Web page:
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American Cancels Hundreds of Flights: Are Pilots to Blame?

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Thousands of American Airlines (AAMRQ) passengers received bad news last week. The airline canceled hundreds of scheduled flights — many at a moment's notice.

American said its planes were grounded because of aircraft maintenance concerns and a high number of pilots calling out sick. According to American, pilots' "sick leave usage has been running higher than historical norms" and maintenance write-ups "have covered items such as torn seat pockets, frayed seat belts and malfunctioning coffee machines and passenger reading lights."

American Spokesman Bruce Hicks told The Wall Street Journal that management has "seen unprecedented pilot maintenance write-ups, many at the time of scheduled departure, which is having an impact on our operations" in the past two weeks.

AMR Corp., the parent company of American and the regional American Eagle division, cut more than 300 departures or a little more than 1 percent of its scheduled flights between Sept. 18 and Sept. 23. The Allied Pilots Association (APA), the union that represents American's 10,000 pilots, rejected claims that there was a concerted effort by the pilots to disrupt air travel by planning a sickout.

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"American Airlines pilots are trained professionals who are responsible for flying their passengers safely around the world every day," said APA President Keith Wilson said in a press release. "The list of unresolved maintenance issues grows every day on each of the aging aircraft we operate, and we can't ignore serious maintenance issues that could easily turn into safety risks. Our pilots will not compromise safety, ever. Understandably, our pilots are taking a prudent and cautious approach in their operational decision-making process."

The fraught relationship between American Airlines and its pilots intensified last November when the nation's No. 3 carrier entered Chapter 11 bankruptcy protection. American ended its contract with the pilots union after a U.S. bankruptcy judge ruled earlier this month that the company could seek new employment terms.

American's push to reduce its labor costs and minimize its overall financial obligations has amplified as the company attempts to emerge from bankruptcy protection at the end of this year. American's cost-cutting plans could include slashing nearly 11,000 workers. The pilots union has yet to reach a new agreement with American management unlike the other unions in the airline industry.

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American also said it was reducing its flight schedule by 2 percent in October, a move that underscores the tension between American executives and pilots. Barbara Peterson, senior aviation correspondent at Conde Nast Traveler, says she suspects the pilots are orchestrating the flight delays and cancelations.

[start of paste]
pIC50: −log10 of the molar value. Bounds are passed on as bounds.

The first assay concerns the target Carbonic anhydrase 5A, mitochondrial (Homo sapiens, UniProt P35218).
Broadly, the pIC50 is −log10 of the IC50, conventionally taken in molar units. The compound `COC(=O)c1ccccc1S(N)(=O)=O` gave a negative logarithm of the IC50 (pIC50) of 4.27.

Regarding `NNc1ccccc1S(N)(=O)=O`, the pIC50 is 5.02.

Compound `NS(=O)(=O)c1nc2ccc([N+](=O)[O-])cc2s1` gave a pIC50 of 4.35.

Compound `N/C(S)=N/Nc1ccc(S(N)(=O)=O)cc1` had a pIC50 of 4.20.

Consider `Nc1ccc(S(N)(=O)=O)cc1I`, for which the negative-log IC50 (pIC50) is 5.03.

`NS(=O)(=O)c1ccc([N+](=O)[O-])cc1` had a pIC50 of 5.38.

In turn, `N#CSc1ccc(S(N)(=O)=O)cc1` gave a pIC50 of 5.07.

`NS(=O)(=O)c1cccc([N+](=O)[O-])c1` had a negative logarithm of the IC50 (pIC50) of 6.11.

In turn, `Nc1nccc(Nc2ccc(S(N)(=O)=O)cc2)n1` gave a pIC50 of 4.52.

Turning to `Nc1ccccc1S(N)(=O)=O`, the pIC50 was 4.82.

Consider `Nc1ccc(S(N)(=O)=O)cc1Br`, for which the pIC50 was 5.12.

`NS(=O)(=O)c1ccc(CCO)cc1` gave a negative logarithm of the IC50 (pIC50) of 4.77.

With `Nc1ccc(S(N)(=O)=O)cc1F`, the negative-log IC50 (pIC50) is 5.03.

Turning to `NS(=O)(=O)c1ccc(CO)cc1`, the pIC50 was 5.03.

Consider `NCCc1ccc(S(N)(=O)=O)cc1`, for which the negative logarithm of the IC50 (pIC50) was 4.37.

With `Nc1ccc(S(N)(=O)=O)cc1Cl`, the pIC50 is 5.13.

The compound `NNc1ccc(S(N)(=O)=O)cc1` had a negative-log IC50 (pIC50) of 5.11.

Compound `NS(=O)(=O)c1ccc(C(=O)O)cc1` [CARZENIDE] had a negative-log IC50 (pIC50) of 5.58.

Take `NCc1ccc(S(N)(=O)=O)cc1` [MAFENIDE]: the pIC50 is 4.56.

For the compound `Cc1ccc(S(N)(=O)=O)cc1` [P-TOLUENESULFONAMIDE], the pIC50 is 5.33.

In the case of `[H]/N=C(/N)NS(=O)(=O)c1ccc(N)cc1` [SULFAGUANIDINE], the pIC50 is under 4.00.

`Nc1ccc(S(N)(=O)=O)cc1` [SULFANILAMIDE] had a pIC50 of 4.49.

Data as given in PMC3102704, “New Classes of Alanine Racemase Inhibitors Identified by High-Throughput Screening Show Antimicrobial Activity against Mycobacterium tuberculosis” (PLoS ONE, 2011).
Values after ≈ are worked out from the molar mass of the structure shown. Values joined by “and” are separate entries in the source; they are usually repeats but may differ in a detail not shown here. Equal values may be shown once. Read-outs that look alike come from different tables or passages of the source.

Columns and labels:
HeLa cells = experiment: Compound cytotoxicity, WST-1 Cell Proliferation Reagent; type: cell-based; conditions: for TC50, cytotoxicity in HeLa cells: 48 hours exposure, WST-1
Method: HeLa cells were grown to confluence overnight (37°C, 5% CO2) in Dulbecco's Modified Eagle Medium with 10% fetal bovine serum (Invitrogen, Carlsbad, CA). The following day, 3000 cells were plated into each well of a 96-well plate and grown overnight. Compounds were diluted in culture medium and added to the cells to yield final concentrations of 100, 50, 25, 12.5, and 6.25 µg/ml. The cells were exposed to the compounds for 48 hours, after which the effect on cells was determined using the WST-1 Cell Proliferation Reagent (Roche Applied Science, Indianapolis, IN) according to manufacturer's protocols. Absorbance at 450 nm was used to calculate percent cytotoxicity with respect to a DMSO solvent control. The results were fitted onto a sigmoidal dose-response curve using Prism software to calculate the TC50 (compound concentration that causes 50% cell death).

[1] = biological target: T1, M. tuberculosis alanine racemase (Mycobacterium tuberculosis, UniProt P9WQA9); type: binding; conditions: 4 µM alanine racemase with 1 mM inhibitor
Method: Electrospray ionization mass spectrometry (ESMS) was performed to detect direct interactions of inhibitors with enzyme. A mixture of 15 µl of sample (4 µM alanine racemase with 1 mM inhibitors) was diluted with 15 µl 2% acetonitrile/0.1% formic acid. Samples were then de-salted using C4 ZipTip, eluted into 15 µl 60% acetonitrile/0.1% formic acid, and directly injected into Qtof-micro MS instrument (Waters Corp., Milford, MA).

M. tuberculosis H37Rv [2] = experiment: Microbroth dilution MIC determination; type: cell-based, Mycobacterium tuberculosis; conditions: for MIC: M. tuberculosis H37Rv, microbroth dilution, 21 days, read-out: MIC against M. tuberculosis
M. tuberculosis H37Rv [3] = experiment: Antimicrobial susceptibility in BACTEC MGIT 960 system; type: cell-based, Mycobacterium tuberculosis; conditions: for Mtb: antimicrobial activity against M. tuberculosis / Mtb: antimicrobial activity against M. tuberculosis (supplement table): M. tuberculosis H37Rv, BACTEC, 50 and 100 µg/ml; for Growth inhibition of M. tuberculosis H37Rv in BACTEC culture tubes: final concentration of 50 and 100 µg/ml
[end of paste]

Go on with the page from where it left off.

"Something is going on," she says in an interview with The Daily Ticker. "Pilots have been the most vociferous about their unhappiness with the airline and the company. They feel like they've had to give up a lot in recent years. Pilots are doing this to hurt the company so the company will come back to the bargaining table."

Peterson does not believe American will leave bankruptcy protection until it reaches an agreement with the pilots. The relationship between the two parties has become so strained, the pilots union has even publicly expressed their support for a merger with US Airways, an unusual alliance says Peterson.

"Unions usually do not support mergers," she notes. But the pilots "think they'll get a better deal" if two airlines joined forces.

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Consumers may want to avoid booking flights with American in the near term but that idea could backfire, Peterson says. American desperately needs the business and the number of available flights has fallen as all airlines cut capacity, making it difficult to avoid American completely. She has not seen a big outcry from American passengers over the past few days but that could quickly change if American's problems persist. Customer complaints about air travel in July totaled 2,466 -- double the number from July 2011, according to Peterson.

American Airlines posted these travel advisories to passengers stranded at its terminals for more than two hours:

  • Receive a full refund if you decide not to travel
  • Reaccommodate on another carrier if available
  • Change your American flight plans at no charge

Tell us what you think! Are you going to book your next flight on American?

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